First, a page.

Repercussions from the coronavirus may include recession


The full economic fallout stemming from novel coronavirus is yet to be determined, but the threat of a national recession looms on the horizon, a University of California Riverside economist said.

“This is unprecedented in nature and by far the worst threat facing the U.S. economic expansion since it began over a decade ago,” Chris Thornberg, director of the University of California Riverside’s Center for Economic Forecasting, said. “Will it end the expansion for the year? Whatever the scenario, from best to worst, we are definitely going to see a serious hit in the first half of 2020.”

Thornberg predicted that unemployment claims will necessarily jump in the coming weeks, while the real estate market will slump, along with business startups. With emergency health orders impacting operations within the private and public sectors, productivity will suffer, according to the economist.

“The U.S. economy is about to hit one big pothole,” he said, stopping short of declaring that a deep recession is inevitable.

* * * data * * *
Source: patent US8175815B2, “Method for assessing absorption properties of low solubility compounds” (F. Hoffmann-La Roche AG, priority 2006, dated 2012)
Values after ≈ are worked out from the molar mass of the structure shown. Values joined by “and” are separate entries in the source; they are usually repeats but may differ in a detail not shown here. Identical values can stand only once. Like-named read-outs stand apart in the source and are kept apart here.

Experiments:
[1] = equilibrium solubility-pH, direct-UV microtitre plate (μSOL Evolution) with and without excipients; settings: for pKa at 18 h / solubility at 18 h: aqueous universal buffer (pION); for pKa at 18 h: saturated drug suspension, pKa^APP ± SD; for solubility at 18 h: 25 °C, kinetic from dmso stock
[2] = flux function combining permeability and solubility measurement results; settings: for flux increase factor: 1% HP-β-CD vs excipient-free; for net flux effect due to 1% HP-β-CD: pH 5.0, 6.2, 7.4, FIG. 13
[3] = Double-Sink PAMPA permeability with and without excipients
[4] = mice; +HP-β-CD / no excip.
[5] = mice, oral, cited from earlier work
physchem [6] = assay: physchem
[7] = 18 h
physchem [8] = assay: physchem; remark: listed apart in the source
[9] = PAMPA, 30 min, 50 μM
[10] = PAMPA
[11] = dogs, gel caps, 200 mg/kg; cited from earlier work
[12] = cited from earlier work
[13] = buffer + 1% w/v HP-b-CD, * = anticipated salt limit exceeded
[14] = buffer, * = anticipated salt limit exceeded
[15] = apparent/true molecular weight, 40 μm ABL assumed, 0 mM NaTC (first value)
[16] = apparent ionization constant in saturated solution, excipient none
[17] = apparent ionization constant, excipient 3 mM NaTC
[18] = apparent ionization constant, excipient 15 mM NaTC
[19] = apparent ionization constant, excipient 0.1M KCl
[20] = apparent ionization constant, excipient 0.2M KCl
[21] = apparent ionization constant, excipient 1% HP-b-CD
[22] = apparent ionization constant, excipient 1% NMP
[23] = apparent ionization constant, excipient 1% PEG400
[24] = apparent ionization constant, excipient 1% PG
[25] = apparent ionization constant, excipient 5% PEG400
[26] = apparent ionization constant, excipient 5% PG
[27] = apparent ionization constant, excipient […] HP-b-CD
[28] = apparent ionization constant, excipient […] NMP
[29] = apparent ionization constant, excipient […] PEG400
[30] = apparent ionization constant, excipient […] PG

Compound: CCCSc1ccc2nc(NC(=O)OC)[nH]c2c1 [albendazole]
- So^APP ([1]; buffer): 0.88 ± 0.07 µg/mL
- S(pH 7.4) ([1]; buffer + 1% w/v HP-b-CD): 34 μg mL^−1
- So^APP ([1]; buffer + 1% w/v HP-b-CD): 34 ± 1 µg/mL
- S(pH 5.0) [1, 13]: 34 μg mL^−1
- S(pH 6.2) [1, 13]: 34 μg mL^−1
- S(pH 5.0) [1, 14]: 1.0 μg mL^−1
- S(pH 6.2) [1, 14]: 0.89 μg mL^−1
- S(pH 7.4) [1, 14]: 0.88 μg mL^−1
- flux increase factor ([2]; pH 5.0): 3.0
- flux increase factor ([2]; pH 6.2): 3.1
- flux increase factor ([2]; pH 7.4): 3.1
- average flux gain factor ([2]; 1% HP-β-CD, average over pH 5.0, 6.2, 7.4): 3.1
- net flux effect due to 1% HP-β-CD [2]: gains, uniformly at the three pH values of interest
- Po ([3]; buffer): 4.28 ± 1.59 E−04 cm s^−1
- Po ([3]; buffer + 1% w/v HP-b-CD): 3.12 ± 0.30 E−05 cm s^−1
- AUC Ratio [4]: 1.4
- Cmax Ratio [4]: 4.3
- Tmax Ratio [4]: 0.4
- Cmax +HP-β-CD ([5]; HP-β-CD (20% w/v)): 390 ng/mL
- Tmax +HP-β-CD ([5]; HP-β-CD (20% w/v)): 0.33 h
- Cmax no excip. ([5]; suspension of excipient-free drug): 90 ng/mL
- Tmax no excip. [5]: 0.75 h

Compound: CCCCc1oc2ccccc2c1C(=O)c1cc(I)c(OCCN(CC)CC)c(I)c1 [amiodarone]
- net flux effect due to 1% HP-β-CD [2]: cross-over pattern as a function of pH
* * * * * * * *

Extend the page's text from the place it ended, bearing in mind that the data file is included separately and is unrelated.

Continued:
The deciding factor may be how fast COVID-19 is contained and operations are allowed to return to normal. Thornberg said that if mitigation proves effective in a short span of time, output lost in the first half of this year may be offset by a run-up in productivity during the second half.

The shock to the global financial markets, precipitating a plummet in interest rates and equity values, seemed to be overblown, he said, given the previously robust signals from a range of sectors.

“For years, the stock market has reacted hyperexcessively to non-economic events, and concerns have intensified about what that means when a true crisis emerges,” he said. “The markets have taken on such a degree of volatility that they can create their own crises. Hopefully, when the pandemic passes, regulators will take a hard look at how financial markets are operating and consider rules and regulations that prevent these issues in the future.”

Center for Economic Forecasting staff and economists from Los Angeles-based Beacon Economics – which Thornberg co-founded – issued a joint report on conditions that can found at

The narrative sharply contrasts with the center’s annual economic assessment, released in November, which predicted that the local, state and national economies would continue humming through 2020.